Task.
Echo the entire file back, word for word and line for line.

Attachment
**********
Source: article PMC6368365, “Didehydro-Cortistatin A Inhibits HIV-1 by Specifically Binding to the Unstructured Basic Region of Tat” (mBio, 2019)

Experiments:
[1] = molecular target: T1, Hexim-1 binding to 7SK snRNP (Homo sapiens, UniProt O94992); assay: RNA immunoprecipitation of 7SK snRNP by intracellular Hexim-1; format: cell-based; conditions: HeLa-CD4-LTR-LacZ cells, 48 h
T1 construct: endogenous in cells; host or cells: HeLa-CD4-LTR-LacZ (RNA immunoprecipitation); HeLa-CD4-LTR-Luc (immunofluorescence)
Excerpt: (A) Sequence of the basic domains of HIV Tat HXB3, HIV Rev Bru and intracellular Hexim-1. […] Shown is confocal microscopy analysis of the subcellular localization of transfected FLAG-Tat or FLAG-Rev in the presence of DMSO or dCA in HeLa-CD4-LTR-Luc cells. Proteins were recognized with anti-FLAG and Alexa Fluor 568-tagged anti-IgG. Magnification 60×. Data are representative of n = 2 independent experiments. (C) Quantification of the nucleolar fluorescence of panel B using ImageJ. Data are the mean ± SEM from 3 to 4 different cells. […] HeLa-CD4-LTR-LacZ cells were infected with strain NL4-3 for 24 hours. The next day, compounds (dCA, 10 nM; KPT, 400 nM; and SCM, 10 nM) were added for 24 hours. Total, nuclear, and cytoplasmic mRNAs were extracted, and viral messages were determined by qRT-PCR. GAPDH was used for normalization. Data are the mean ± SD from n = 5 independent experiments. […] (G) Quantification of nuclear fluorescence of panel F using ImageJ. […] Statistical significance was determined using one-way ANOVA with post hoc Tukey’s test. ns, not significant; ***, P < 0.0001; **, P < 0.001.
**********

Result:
Source: article PMC6368365, “Didehydro-Cortistatin A Inhibits HIV-1 by Specifically Binding to the Unstructured Basic Region of Tat” (mBio, 2019)

Experiments:
[1] = molecular target: T1, Hexim-1 binding to 7SK snRNP (Homo sapiens, UniProt O94992); assay: RNA immunoprecipitation of 7SK snRNP by intracellular Hexim-1; format: cell-based; conditions: HeLa-CD4-LTR-LacZ cells, 48 h
T1 construct: endogenous in cells; host or cells: HeLa-CD4-LTR-LacZ (RNA immunoprecipitation); HeLa-CD4-LTR-Luc (immunofluorescence)
Excerpt: (A) Sequence of the basic domains of HIV Tat HXB3, HIV Rev Bru and intracellular Hexim-1. […] Shown is confocal microscopy analysis of the subcellular localization of transfected FLAG-Tat or FLAG-Rev in the presence of DMSO or dCA in HeLa-CD4-LTR-Luc cells. Proteins were recognized with anti-FLAG and Alexa Fluor 568-tagged anti-IgG. Magnification 60×. Data are representative of n = 2 independent experiments. (C) Quantification of the nucleolar fluorescence of panel B using ImageJ. Data are the mean ± SEM from 3 to 4 different cells. […] HeLa-CD4-LTR-LacZ cells were infected with strain NL4-3 for 24 hours. The next day, compounds (dCA, 10 nM; KPT, 400 nM; and SCM, 10 nM) were added for 24 hours. Total, nuclear, and cytoplasmic mRNAs were extracted, and viral messages were determined by qRT-PCR. GAPDH was used for normalization. Data are the mean ± SD from n = 5 independent experiments. […] (G) Quantification of nuclear fluorescence of panel F using ImageJ. […] Statistical significance was determined using one-way ANOVA with post hoc Tukey’s test. ns, not significant; ***, P < 0.0001; **, P < 0.001.